Plaintiff seeks damages and injunctive relief from Fairley, the Warden at George County; Rogers, the Facility Administrative Assistant and “Inmate Legal Assistant Program Designee” at George County; Richard, the Chaplain at George County; McLeod, the Inmate Legal Assistance Program (ILAP) Director for MDOC; and Wigelsworth, the Chaplaincy Department Director for MDOC (ECF No. 5). Newsome's claims can be broken down into three categories.

         First, he claims he was denied religious accommodations in violation of the First Amendment's Free Exercise Clause, the Religious Land Use and Institutionalized Persons Act (RLUIPA), and the Religious Freedom Restoration Act (RFRA). Newsome states that he is a member of the Natsarim Faith and contends he was denied a yeast free diet during Passover, the right of immersion baptism, and religious counseling. Second, he contends that his right to access the courts was denied due to the inadequate law library and the confiscation, misappropriation or destruction of his legal documents. Finally, Newsome contends that as a result of his attempts to exercise his First Amendment rights and to utilize the prison grievance system, he was retaliated against. He contends the Defendants removed him from educational and rehabilitative services at George County and then transferred him to SMCI in retaliation (ECF No. 5).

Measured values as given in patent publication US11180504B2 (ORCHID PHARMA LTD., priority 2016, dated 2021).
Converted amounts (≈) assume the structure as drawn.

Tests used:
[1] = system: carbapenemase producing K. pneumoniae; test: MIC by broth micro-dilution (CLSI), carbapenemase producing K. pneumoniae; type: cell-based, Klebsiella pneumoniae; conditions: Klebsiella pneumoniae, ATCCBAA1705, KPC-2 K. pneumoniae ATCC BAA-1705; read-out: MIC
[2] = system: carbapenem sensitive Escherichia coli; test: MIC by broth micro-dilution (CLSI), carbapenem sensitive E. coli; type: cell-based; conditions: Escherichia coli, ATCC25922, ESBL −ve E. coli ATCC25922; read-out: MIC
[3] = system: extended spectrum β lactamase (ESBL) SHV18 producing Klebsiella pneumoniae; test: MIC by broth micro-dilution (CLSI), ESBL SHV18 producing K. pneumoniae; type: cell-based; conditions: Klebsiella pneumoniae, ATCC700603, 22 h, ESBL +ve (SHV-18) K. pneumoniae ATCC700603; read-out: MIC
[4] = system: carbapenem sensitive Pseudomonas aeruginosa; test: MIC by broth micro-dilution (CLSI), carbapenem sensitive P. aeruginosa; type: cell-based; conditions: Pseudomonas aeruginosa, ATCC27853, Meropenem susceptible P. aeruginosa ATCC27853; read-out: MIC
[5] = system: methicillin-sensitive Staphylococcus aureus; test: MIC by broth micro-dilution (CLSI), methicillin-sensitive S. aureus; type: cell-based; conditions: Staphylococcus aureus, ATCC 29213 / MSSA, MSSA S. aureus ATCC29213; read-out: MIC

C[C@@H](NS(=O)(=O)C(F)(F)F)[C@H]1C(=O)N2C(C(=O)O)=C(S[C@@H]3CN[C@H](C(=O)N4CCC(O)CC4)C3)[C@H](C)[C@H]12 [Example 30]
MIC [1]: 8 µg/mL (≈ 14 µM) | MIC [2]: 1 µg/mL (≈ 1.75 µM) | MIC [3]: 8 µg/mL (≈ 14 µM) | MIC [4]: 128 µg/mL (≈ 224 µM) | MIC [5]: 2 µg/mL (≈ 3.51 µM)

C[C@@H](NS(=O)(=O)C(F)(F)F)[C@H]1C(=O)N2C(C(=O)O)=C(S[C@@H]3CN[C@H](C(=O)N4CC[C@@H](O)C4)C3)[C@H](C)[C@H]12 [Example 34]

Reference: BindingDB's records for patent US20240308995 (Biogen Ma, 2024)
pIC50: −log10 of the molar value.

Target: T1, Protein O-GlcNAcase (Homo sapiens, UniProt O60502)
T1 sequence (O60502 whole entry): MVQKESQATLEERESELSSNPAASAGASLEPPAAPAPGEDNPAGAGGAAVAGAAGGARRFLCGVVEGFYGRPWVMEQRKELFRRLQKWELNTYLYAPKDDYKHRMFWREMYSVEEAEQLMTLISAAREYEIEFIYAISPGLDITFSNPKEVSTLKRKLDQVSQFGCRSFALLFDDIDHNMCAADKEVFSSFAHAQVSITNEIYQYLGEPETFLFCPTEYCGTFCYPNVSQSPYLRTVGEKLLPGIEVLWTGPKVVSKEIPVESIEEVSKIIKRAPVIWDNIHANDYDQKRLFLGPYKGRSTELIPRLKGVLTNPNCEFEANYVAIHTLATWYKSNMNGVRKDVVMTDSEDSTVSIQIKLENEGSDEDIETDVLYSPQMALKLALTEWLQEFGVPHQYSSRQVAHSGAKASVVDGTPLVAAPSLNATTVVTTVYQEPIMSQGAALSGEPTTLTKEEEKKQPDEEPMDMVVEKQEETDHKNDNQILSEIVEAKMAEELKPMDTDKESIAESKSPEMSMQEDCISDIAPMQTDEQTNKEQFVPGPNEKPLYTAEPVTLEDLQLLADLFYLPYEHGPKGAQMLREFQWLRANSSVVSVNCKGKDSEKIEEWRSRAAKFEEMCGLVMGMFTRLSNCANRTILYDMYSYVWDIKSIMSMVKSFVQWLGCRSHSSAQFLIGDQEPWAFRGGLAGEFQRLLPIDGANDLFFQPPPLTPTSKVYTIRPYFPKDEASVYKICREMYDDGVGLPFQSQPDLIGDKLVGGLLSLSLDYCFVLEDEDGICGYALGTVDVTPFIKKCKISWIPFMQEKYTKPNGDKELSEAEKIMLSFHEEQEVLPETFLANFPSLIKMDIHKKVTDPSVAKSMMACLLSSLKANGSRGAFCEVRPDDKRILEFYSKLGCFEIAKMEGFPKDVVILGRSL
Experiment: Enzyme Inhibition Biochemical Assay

It appears that Newsome is suing Fairley, Richard, and Wigelsworth for the denial of religious accommodations; Rogers and McLeod for the denial of access to the courts; and Fairley, Rogers, Richard and McLeod for retaliation. Currently pending before the Court are two Motions for Summary Judgment based on failure to exhaust administrative remedies. McLeod alleges that Newsome failed to exhaust his administrative remedies with respect to the retaliatory transfer claim. The Motion itself does not address Newsome's other claims for retaliation or his claim for denial of court access (ECF No. 31). However, the attached affidavit of Richard Pennington, the Director of the Administrative Remedy Program for MDOC, states that Newsome did not exhaust any retaliation claims, claims of inadequate legal assistance, or claims related to the confiscation or destruction of documents (ECF No. 31-1). Fairley, Rogers, and Richard allege that Newsome failed to exhaust administrative remedies with respect to all of his claims against them (ECF No. 33).